Background: Data on the clinical course and outcomes of pediatric patients with cytomegalovirus (CMV) infection complicating acute severe ulcerative colitis (ASC) are very limited. The aim of our study was to compare outcomes of children with ASC who were CMV positive or CMV negative. Methods: This was a multicenter retrospective case-controlled study, from centers affiliated with the Pediatric Inflammatory Bowel Disease Porto Group of European Society of Pediatric Gastroenterology, Hepatology, and Nutrition. We included CMV-positive children hospitalized for ASC and compared their colectomy rate during hospitalization and up to 1 year thereafter, matched with CMV-negative controls. Results: A total of 56 children were included; 15 CMV positive and 41 CMV negative. More CMV-positive patients were resistant to intravenous corticosteroids as compared with CMV negative (93% and 56% respectively, P = 0.009). Fourteen of the CMV-positive children (93%) were treated with ganciclovir [5/14 (36%) with 5 mg/kg and 9/14 (64%) with 10 mg/kg]. During hospitalization, 3 (20%) CMV-positive and 3 (7.8%) CMV-negative patients required colectomy (P = 0.17). By 12 months, 5 (33%) and 5 (13%) CMV-positive and CMV-negative patients required colectomy, respectively (P = 0.049); the significance was not retained on multivariate analysis. Conclusions: A higher prevalence of CMVpositivity was found in pediatric ulcerative colitis patients who required colectomy within 12 months of hospitalization for ASC. Further studies are needed to clarify the impact of CMV infection on the outcome of acute severe colitis in pediatric patients.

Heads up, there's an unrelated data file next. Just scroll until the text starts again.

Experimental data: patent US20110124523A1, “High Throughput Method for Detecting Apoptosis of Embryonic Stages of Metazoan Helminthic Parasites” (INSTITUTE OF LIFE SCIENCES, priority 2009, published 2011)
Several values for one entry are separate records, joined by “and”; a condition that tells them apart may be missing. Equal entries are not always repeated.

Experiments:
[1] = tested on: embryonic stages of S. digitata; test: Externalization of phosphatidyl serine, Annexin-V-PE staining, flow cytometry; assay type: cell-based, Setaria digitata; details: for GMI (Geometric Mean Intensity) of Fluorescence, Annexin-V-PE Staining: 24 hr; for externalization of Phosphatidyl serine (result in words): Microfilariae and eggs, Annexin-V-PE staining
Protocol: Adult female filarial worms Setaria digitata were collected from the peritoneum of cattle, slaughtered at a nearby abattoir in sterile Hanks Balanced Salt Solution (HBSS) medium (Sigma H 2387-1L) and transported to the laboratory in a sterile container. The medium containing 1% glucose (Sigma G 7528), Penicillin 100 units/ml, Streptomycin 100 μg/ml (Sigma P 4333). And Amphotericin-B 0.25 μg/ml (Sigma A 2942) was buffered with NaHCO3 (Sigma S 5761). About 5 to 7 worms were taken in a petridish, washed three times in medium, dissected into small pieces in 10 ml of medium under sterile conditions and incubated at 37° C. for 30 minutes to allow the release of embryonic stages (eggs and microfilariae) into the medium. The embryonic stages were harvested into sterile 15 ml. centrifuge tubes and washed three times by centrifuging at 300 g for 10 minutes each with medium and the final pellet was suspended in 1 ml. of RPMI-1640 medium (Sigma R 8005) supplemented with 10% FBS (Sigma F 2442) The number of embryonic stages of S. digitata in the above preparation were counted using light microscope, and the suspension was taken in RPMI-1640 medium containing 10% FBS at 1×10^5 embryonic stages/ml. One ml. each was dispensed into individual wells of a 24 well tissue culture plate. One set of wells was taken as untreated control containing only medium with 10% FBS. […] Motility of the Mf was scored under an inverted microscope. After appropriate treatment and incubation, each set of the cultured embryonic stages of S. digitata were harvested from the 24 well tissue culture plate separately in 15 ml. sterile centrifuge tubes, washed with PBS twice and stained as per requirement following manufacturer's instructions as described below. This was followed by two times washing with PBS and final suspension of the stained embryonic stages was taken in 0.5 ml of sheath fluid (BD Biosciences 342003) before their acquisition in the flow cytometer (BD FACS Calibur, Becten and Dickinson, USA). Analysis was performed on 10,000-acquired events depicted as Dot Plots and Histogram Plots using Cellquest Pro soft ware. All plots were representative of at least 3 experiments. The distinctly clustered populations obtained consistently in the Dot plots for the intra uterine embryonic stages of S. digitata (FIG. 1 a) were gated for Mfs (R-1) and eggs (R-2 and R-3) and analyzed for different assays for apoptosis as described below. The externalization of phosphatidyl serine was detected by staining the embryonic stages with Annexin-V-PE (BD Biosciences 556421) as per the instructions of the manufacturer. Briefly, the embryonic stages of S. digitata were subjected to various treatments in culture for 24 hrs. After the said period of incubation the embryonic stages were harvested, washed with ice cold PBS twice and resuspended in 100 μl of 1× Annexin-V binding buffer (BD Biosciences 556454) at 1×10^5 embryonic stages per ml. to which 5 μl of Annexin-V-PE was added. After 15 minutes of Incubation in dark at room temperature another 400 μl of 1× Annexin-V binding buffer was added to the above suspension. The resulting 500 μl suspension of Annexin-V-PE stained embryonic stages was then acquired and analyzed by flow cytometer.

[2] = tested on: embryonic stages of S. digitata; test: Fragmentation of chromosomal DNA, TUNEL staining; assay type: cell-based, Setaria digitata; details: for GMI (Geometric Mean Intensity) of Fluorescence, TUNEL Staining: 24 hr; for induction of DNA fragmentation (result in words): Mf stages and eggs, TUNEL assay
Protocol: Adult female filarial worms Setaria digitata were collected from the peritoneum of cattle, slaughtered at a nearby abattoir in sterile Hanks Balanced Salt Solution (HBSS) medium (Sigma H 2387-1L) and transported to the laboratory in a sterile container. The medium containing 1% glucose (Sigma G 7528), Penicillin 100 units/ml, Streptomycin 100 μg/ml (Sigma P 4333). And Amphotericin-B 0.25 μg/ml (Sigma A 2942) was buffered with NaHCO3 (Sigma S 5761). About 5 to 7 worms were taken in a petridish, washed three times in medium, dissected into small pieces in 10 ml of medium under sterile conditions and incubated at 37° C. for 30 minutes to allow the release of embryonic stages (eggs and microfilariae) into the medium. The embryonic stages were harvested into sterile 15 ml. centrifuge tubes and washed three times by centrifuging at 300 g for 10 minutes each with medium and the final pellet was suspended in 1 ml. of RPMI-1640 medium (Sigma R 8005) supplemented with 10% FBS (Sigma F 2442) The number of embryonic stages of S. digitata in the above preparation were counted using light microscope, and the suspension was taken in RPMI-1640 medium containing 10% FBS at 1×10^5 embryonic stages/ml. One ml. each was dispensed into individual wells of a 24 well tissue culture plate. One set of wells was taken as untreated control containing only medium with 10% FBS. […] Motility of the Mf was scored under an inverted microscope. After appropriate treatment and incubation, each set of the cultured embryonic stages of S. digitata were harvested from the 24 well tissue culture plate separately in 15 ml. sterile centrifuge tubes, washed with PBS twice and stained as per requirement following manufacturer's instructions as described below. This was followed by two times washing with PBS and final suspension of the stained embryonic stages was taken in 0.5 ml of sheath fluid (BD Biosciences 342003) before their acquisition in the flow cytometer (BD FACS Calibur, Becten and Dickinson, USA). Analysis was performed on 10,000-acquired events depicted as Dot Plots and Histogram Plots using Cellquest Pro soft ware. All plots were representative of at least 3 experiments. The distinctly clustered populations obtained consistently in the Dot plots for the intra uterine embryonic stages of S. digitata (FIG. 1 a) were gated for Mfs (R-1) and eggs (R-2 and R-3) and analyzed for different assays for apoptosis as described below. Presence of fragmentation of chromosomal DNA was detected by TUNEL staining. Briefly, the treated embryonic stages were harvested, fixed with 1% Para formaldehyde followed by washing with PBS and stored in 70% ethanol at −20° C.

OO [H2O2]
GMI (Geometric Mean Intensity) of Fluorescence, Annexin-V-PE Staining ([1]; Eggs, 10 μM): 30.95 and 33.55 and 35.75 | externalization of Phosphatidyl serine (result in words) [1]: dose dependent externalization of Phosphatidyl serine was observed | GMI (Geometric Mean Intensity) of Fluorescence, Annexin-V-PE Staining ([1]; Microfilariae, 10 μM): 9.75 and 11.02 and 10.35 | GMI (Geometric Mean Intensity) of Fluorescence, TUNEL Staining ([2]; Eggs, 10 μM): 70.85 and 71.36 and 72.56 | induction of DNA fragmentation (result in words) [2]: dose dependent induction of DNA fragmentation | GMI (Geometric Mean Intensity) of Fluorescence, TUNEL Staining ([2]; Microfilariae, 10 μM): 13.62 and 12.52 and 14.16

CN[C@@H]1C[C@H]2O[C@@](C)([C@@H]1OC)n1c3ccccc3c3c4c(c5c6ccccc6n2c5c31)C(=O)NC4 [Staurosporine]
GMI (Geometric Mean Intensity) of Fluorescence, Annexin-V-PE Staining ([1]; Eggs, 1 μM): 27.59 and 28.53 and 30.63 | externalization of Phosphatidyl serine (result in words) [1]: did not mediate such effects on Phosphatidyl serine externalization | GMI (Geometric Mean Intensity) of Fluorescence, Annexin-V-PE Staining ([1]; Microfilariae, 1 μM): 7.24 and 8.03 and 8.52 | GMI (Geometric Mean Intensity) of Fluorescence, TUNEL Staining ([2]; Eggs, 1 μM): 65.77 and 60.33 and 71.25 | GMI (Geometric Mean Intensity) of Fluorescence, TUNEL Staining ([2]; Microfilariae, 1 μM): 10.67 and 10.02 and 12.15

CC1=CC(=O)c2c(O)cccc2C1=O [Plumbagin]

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The Pediatric Infectious Disease Journal

Cohen, S. (Shlomi), Martinez-Vinson, C. (Christine), Aloi, M., Turner, D. (Dan), Assa, A. (Amit), de Ridder, L., … Kopylov, U. (Uri). (2018). Cytomegalovirus Infection in Pediatric Severe Ulcerative Colitis-A Multicenter Study from the Pediatric Inflammatory Bowel Disease Porto Group of the European Society of Pediatric Gastroenterology, Hepatology and Nutrition. The Pediatric Infectious Disease Journal, 37(3), 197–201. doi:10.1097/INF.0000000000001724